Chapter 2: Temperature

Methods of Measurement

Methods of measuring a client’s body temperature vary based on developmental age, cognitive functioning, level of consciousness, state of health, safety, and agency/unit policy. The healthcare provider chooses the best method after considering client safety, accuracy, and least invasiveness, all contingent on the client’s health and illness state. The most accurate way to measure core body temperature is an invasive method through a pulmonary artery catheter. This is only performed in a critical care area when constant measurements are required along with other life-saving interventions.

Methods of measurement include oral, axillary, tympanic, rectal, and dermal routes. It is best to engage in a discussion with the institution and the unit that you work in about what methods they use and why.

Tympanic routes are common in the adult population both in primary settings and acute settings.

Oral temperature can be taken with clients who can follow instructions, so this kind of measurement is common for clients over the age of four, or even younger children if they are cooperative. Usually with a child who is stable or in a routine situation (and the client is able to follow instructions – about age four), then, most likely you would do oral temperature. However, you would avoid an oral route with a confused client as you need to assess whether they have recently consumed hot or cold fluids. In these cases, you may take a tympanic or axillary; these routes are also preferable when a client is on oxygen delivered via a face mask (as mask that covers the nose and mouth) because this can alter the temperature.

Also, for children younger than four who are stable and in a routine situation, axillary temperature is commonly measured unless a more accurate reading is required. If you have a concern about the temperature, a rectal temperature is preferred in children.

Rectal temperature is an accurate way to measure body temperature (Mazerolle, Ganio, Casa, Vingren, & Klau, 2011) and particularly used in the pediatric population for accuracy and in acute situations. The rectal route is recommended by the Canadian Pediatric Society for children under two years of age (Leduc & Woods, 2017). However, rectal temperatures are commonly taken with children under three in several situations such as when in hospital, when in an isolette, and when the client is not stable or in acute situations. However, this method is not used on infants younger than thirty days or premature infants because of the risk of rectal tearing. If the rectal method is required, the procedure is generally only used by nurses and physicians.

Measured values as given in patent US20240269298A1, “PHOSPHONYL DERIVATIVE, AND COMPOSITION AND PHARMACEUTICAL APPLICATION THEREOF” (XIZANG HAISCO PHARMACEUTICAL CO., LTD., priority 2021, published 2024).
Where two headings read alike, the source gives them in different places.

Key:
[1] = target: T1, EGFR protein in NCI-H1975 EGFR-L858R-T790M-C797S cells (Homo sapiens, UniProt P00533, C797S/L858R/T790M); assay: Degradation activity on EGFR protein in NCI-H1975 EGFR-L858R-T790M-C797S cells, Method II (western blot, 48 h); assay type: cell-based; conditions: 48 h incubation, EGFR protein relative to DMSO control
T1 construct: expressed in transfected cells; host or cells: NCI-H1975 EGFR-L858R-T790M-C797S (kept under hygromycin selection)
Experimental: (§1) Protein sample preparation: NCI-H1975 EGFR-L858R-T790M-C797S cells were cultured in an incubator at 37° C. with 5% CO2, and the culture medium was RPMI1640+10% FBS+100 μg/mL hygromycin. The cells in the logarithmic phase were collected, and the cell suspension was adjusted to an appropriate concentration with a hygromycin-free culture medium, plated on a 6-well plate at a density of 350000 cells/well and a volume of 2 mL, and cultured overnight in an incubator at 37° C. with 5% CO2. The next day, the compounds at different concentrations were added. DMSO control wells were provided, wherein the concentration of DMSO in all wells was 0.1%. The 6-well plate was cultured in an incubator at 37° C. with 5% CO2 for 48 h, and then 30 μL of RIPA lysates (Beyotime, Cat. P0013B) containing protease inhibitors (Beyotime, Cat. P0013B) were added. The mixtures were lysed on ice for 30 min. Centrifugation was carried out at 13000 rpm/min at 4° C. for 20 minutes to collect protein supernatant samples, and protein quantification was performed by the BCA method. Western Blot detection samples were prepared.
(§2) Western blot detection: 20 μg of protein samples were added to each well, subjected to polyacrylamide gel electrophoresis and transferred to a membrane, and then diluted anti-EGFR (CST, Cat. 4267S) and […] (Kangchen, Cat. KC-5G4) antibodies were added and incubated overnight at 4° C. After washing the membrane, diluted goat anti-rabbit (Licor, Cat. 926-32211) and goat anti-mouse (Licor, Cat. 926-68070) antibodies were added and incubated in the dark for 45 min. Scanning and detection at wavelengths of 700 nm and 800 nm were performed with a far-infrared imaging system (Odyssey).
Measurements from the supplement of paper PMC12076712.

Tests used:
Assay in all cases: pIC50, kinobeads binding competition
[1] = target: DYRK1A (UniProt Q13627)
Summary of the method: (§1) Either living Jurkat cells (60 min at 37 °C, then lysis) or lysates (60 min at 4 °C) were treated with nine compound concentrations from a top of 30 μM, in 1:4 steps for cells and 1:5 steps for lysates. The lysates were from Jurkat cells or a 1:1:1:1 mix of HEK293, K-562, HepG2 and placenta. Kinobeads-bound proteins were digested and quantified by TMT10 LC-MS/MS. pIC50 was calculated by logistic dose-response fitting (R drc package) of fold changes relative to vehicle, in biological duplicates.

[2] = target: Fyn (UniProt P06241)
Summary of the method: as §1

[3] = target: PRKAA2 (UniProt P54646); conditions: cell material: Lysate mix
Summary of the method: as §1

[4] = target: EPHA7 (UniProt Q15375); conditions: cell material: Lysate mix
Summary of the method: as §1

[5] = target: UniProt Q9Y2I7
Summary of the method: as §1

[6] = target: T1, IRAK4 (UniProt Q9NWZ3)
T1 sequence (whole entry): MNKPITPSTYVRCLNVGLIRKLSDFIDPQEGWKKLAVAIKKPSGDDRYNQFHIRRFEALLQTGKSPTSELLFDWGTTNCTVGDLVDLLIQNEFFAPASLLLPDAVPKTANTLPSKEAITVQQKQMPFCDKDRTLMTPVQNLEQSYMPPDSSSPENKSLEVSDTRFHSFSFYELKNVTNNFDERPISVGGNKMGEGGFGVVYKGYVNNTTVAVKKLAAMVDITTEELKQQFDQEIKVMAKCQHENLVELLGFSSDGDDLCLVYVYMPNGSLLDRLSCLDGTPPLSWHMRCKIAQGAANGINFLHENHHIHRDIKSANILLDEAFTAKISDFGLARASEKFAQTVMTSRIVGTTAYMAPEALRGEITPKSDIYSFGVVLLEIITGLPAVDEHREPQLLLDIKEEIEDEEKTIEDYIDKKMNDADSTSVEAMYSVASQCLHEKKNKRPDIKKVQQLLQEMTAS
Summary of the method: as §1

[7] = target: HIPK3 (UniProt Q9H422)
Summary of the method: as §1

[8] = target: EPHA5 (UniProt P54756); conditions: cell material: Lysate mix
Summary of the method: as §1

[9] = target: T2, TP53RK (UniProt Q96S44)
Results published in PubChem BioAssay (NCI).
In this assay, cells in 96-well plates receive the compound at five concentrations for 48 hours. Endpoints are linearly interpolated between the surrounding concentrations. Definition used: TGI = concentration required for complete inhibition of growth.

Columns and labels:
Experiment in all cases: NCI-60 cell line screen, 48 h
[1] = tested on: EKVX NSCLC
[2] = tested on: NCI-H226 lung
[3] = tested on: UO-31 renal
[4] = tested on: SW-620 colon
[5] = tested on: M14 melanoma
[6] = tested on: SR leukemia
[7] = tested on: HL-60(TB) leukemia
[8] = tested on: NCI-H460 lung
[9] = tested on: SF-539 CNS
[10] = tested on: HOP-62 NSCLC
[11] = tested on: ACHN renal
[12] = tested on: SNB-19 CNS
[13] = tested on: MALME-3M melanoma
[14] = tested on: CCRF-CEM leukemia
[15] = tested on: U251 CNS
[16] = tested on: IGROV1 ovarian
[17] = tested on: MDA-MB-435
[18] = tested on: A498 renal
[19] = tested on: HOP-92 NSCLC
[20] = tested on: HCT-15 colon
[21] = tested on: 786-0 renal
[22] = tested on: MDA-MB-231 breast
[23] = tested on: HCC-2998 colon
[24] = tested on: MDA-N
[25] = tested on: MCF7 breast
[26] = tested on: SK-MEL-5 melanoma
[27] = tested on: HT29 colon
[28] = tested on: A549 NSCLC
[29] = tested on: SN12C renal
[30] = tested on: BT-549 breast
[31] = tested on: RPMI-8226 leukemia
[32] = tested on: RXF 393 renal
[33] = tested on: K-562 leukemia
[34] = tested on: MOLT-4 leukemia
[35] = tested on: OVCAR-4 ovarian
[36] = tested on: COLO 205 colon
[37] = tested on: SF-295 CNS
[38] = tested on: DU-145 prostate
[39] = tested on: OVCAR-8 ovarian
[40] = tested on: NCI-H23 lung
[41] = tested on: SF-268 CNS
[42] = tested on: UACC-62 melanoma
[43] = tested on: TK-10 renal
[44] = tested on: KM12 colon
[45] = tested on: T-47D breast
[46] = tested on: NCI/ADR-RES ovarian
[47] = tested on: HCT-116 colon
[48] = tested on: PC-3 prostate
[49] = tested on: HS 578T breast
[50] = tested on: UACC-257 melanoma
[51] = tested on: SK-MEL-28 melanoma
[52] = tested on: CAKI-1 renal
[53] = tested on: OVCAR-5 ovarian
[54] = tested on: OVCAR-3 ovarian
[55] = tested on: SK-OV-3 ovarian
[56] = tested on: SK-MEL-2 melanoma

Dermal routes are alternative methods of measurement that may be used in some agencies and practice areas. This method can involve holding the device and sliding it over the skin of the forehead and then down over the temporal artery in one motion. Dermal strips can also be placed on the forehead to measure skin temperature, but are not yet widely used, and the accuracy of this method has not yet been verified. More recently, there has been an increase in non-contact infrared thermometers particularly in the era of COVID-19 and other highly transmissible diseases. Depending on the type, these thermometers can be held at a short distance from the forehead or temporal area to measure temperature. Alternatively, some handheld thermal scanners that use an infrared camera can be held at a greater distance to screen large masses of people. Please refer to the manufacturer’s suggested reference range for non-contact infrared thermometers and thermal scanners.

Test Yourself!

While watching the interactive video on measuring temperature with a non-contact infrared thermometer, apply your knowledge and critical thinking skills to answer the questions throughout the video. Please note: there is no sound in this video.



Points to Consider

The accuracy of measurements is most often influenced by the healthcare provider’s adherence to the correct technique.

The following pages detail the normal temperature ranges and techniques associated with oral, axillary, tympanic, and rectal temperature methods.


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Vital Sign Measurement Across the Lifespan – 2nd Canadian edition Copyright © 2018 by Ryerson University is licensed under a Creative Commons Attribution 4.0 International License, except where otherwise noted.

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